c1638 by Diego Velázquez
Museo Nacional del Prado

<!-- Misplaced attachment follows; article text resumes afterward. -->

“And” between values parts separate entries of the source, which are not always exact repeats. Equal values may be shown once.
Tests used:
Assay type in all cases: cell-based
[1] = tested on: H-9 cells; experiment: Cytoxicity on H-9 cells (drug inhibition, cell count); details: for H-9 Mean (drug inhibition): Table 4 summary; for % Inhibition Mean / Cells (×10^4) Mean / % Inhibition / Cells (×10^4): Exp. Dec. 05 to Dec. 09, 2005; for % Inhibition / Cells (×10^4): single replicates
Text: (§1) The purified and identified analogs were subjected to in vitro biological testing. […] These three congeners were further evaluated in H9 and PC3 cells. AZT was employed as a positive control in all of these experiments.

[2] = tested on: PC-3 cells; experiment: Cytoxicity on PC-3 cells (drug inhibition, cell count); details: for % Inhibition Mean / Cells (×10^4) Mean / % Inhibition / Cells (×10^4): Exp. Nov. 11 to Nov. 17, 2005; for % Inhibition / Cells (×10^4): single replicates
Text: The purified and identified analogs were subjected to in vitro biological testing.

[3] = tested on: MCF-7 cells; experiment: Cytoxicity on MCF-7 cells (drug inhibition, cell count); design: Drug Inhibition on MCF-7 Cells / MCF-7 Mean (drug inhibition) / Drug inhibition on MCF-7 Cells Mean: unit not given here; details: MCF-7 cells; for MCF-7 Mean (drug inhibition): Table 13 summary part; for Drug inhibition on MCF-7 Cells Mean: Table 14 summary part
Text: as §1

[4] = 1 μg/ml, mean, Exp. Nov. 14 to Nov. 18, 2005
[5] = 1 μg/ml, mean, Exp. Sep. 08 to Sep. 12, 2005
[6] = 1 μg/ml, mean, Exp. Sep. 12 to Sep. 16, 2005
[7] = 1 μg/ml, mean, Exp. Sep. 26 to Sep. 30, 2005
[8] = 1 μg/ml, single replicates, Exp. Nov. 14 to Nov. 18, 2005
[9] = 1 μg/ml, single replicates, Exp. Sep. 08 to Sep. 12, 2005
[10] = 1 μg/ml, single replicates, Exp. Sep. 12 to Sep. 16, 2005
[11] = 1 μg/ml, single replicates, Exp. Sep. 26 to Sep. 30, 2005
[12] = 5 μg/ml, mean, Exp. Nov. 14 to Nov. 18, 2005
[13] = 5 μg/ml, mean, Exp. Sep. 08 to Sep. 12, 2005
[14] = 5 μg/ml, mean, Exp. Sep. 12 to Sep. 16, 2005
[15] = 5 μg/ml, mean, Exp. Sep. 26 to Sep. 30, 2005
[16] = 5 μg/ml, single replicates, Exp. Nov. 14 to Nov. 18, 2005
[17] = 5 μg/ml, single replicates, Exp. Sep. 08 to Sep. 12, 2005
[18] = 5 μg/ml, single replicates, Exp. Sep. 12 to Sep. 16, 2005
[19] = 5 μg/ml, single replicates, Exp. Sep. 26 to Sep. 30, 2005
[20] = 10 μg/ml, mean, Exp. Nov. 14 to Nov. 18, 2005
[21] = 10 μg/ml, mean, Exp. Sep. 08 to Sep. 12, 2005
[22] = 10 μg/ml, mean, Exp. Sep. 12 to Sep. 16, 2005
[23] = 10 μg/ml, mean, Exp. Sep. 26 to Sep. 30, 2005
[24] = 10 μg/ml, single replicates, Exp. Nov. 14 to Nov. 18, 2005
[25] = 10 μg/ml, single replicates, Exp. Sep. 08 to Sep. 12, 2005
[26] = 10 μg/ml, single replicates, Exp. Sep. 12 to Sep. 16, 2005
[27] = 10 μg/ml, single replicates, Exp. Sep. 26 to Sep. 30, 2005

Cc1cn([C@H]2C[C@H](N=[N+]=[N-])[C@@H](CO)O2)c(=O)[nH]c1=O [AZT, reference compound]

Although this painting usually lives in Madrid, it came to rest next to Venus during National Gallery’s Velázquez exhibition. Seeing Mars next to ‘The Rokeby Venus’ is intriguing, bearing in mind in myth they were lovers. Indeed, Velázquez has married the two portraits; the vivid pink and blue is used in both, picked out in the luscious swathes and folds of material that cloak and surround the characters. These colours are most curious in Mars, whose portrayal, considering his usual interpretations, is surprisingly feminine. Not only are the colours soft but his pose open, as if waiting – perhaps for his lover – with his weapons cast idly to the floor; his body is also slight, not hugely flexing, as we might expect from Mars the god of war. The portrait is intimate in its honest and open presentation, which is interesting, as Venus lies with her back to us.